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Eurovision to ban countries involved in vote-rigging


Eurovision organizers have announced that countries found to be vote-rigging at the song contest will face bans of up to three years.

The announcement follows an investigation into attempts to influence the voting in favor of Azerbaijan during last year’s contest.

Organizers confirmed rigging attempts were detected by its security systems, but the votes were declared invalid.

It added there was no evidence to link Azeri broadcasters to the activity.

The European Broadcasting Union (EBU) said as there was also no evidence to suggest Ictimai TV was aware of the attempt, no sanctions would be made.

Allegations of vote-fixing arose after Azerbaijan failed to award any points to neighboring Russia.

Eurovision organizers have announced that countries found to be vote-rigging at the song contest will face bans of up to three years

Eurovision organizers have announced that countries found to be vote-rigging at the song contest will face bans of up to three years

It prompted Azeri President Ilham Aliyev to order an inquiry, as traditionally ex-Soviet republics have regularly given each other top marks.

There were also claims of attempts in Lithuania to buy votes for Azerbaijan’s entry.

It is hoped tightening rules will “strengthen the credibility of the voting and protect the Eurovision Song Contest brand”.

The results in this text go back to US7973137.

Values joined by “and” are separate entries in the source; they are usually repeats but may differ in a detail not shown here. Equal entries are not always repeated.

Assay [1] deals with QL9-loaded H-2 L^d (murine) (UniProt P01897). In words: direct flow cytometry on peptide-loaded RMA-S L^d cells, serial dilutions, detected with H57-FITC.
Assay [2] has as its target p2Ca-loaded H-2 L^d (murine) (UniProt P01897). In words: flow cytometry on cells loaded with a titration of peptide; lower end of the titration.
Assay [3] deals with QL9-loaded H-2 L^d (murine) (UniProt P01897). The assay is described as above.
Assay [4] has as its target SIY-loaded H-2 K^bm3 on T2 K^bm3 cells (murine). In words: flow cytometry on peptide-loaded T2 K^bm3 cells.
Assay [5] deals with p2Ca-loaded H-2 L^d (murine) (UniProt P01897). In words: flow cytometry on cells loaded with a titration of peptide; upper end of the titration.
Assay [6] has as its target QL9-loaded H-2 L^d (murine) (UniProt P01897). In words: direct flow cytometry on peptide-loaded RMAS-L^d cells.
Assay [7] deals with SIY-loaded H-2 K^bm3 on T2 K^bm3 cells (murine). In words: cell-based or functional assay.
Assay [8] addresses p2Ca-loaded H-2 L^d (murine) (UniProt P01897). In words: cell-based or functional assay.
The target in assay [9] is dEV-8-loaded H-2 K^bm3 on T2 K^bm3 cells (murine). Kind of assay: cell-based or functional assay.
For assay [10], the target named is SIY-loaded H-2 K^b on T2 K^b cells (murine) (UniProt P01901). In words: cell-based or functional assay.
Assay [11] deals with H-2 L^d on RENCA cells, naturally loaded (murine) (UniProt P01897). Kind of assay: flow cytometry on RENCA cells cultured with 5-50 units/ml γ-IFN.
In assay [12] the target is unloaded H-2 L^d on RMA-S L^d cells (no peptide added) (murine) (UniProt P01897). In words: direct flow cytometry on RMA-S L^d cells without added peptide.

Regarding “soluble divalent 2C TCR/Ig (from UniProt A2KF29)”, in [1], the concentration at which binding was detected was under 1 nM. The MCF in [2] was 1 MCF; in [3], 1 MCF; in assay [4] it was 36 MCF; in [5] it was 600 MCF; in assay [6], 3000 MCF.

The contest’s governing body, known as the Reference Group, said if voting irregularities are detected before, during or after the contest in favor of any country, it would automatically initiate procedures against the country’s broadcaster.

“Just as football clubs are, in principle, accountable for the behavior of their fans, we will hold – on a case-by-case basis – participating broadcasters accountable and make them responsible to prevent voting irregularities in favor of their entry,” said Dr. Frank Dieter Freiling, chairman of the Reference Group.

EBU executor Jon Ola Sand added: “It’s our goal to do the best we can to assure a fair and correct result.

“We know that audiences in Europe want a fair result and vote with their best intentions, but in nearly every competition, there are attempts to cheat. It’s our job to spot and stop these attempts.”

The new rule follows the announcement last September that each country’s jury will now be revealed ahead of each year’s contest in an effort to increase openness and accountability.

Previously, the identity of jury members – whose votes account for 50% of the total score awarded to competing countries – was not disclosed until after the final.

Eurovision Song Contest 2014 will take place in Copenhagen on May 10.